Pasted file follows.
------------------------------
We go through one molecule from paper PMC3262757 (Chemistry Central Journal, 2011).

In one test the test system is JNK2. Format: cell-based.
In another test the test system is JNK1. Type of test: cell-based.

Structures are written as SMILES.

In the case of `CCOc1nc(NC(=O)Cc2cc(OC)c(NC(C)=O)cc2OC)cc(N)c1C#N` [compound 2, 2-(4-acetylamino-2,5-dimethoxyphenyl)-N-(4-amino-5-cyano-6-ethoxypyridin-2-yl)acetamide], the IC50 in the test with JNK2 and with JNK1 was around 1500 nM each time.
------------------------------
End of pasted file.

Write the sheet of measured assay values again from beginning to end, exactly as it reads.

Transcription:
We go through one molecule from paper PMC3262757 (Chemistry Central Journal, 2011).

In one test the test system is JNK2. Format: cell-based.
In another test the test system is JNK1. Type of test: cell-based.

Structures are written as SMILES.

In the case of `CCOc1nc(NC(=O)Cc2cc(OC)c(NC(C)=O)cc2OC)cc(N)c1C#N` [compound 2, 2-(4-acetylamino-2,5-dimethoxyphenyl)-N-(4-amino-5-cyano-6-ethoxypyridin-2-yl)acetamide], the IC50 in the test with JNK2 and with JNK1 was around 1500 nM each time.